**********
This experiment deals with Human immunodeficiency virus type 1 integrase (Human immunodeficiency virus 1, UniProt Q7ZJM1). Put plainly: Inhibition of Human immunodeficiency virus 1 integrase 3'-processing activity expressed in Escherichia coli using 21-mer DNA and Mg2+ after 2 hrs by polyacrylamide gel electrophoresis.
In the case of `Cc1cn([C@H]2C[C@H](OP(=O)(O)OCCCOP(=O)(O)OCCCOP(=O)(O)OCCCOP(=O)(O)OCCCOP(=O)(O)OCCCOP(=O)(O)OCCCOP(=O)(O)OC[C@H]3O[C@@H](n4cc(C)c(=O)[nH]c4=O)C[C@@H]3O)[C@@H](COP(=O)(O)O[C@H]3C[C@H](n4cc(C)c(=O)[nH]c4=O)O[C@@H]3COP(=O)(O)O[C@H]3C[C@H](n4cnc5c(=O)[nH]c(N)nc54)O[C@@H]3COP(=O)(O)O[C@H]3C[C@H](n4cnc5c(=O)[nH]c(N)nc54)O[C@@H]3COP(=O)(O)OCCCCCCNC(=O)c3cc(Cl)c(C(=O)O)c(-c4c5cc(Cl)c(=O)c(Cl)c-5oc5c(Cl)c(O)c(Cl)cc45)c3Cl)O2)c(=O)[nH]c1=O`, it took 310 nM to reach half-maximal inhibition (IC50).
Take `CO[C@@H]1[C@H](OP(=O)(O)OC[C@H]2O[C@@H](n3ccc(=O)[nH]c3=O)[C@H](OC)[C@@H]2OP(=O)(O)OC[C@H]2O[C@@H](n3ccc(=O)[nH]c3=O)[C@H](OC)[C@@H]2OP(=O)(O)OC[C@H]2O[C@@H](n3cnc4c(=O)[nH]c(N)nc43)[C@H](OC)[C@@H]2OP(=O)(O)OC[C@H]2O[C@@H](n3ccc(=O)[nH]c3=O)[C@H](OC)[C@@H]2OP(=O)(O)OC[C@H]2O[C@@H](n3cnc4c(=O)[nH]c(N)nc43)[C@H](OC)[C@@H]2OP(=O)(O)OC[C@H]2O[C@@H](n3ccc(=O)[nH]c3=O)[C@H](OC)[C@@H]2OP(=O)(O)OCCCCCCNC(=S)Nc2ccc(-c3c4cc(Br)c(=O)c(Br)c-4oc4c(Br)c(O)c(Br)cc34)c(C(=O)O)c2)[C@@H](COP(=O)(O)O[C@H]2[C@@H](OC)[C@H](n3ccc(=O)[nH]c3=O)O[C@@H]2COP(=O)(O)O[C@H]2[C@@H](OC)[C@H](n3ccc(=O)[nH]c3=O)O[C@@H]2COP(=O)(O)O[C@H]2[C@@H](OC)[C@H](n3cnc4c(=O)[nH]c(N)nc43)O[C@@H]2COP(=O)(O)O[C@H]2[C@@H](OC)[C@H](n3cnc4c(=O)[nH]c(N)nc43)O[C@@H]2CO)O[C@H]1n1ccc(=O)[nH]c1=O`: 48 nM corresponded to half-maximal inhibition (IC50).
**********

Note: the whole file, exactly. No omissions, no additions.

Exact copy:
This experiment deals with Human immunodeficiency virus type 1 integrase (Human immunodeficiency virus 1, UniProt Q7ZJM1). Put plainly: Inhibition of Human immunodeficiency virus 1 integrase 3'-processing activity expressed in Escherichia coli using 21-mer DNA and Mg2+ after 2 hrs by polyacrylamide gel electrophoresis.
In the case of `Cc1cn([C@H]2C[C@H](OP(=O)(O)OCCCOP(=O)(O)OCCCOP(=O)(O)OCCCOP(=O)(O)OCCCOP(=O)(O)OCCCOP(=O)(O)OCCCOP(=O)(O)OC[C@H]3O[C@@H](n4cc(C)c(=O)[nH]c4=O)C[C@@H]3O)[C@@H](COP(=O)(O)O[C@H]3C[C@H](n4cc(C)c(=O)[nH]c4=O)O[C@@H]3COP(=O)(O)O[C@H]3C[C@H](n4cnc5c(=O)[nH]c(N)nc54)O[C@@H]3COP(=O)(O)O[C@H]3C[C@H](n4cnc5c(=O)[nH]c(N)nc54)O[C@@H]3COP(=O)(O)OCCCCCCNC(=O)c3cc(Cl)c(C(=O)O)c(-c4c5cc(Cl)c(=O)c(Cl)c-5oc5c(Cl)c(O)c(Cl)cc45)c3Cl)O2)c(=O)[nH]c1=O`, it took 310 nM to reach half-maximal inhibition (IC50).
Take `CO[C@@H]1[C@H](OP(=O)(O)OC[C@H]2O[C@@H](n3ccc(=O)[nH]c3=O)[C@H](OC)[C@@H]2OP(=O)(O)OC[C@H]2O[C@@H](n3ccc(=O)[nH]c3=O)[C@H](OC)[C@@H]2OP(=O)(O)OC[C@H]2O[C@@H](n3cnc4c(=O)[nH]c(N)nc43)[C@H](OC)[C@@H]2OP(=O)(O)OC[C@H]2O[C@@H](n3ccc(=O)[nH]c3=O)[C@H](OC)[C@@H]2OP(=O)(O)OC[C@H]2O[C@@H](n3cnc4c(=O)[nH]c(N)nc43)[C@H](OC)[C@@H]2OP(=O)(O)OC[C@H]2O[C@@H](n3ccc(=O)[nH]c3=O)[C@H](OC)[C@@H]2OP(=O)(O)OCCCCCCNC(=S)Nc2ccc(-c3c4cc(Br)c(=O)c(Br)c-4oc4c(Br)c(O)c(Br)cc34)c(C(=O)O)c2)[C@@H](COP(=O)(O)O[C@H]2[C@@H](OC)[C@H](n3ccc(=O)[nH]c3=O)O[C@@H]2COP(=O)(O)O[C@H]2[C@@H](OC)[C@H](n3ccc(=O)[nH]c3=O)O[C@@H]2COP(=O)(O)O[C@H]2[C@@H](OC)[C@H](n3cnc4c(=O)[nH]c(N)nc43)O[C@@H]2COP(=O)(O)O[C@H]2[C@@H](OC)[C@H](n3cnc4c(=O)[nH]c(N)nc43)O[C@@H]2CO)O[C@H]1n1ccc(=O)[nH]c1=O`: 48 nM corresponded to half-maximal inhibition (IC50).